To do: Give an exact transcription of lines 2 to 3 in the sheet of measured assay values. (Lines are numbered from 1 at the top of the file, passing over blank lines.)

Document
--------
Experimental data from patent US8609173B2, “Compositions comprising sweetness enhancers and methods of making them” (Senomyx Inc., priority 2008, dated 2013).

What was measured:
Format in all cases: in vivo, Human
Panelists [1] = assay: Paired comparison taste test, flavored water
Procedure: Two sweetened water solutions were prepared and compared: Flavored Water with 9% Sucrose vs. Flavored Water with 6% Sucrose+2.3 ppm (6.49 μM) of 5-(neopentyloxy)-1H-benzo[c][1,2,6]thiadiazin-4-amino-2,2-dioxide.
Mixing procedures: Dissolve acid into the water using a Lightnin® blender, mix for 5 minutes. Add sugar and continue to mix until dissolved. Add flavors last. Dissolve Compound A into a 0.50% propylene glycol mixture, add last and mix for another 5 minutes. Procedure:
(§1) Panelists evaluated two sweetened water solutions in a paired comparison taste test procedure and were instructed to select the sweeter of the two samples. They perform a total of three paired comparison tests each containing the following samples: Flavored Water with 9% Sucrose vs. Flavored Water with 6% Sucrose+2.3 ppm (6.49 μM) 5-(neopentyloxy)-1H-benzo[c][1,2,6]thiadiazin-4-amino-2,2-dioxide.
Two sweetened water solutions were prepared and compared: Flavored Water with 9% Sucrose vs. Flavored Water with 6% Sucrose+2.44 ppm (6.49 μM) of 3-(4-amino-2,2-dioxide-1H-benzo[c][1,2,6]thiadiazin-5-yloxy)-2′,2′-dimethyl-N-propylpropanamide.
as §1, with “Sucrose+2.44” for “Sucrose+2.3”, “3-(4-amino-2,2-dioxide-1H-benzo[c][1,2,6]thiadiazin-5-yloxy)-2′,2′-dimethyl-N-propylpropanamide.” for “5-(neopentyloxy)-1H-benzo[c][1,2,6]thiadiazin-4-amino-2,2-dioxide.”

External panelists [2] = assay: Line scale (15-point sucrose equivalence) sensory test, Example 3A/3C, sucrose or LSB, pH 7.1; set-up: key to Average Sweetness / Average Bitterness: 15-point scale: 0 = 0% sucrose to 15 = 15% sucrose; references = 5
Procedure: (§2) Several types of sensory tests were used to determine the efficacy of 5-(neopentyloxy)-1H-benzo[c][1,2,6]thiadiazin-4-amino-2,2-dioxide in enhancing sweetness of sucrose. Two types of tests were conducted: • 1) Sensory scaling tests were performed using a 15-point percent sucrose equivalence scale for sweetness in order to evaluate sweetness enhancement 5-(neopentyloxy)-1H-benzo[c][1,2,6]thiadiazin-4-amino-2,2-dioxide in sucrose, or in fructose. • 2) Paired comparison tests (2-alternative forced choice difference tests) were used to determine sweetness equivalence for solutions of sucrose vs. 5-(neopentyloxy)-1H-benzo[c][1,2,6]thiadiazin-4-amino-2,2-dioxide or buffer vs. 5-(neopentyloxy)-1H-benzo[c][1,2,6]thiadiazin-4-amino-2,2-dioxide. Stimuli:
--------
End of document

What was measured:
Format in all cases: in vivo, Human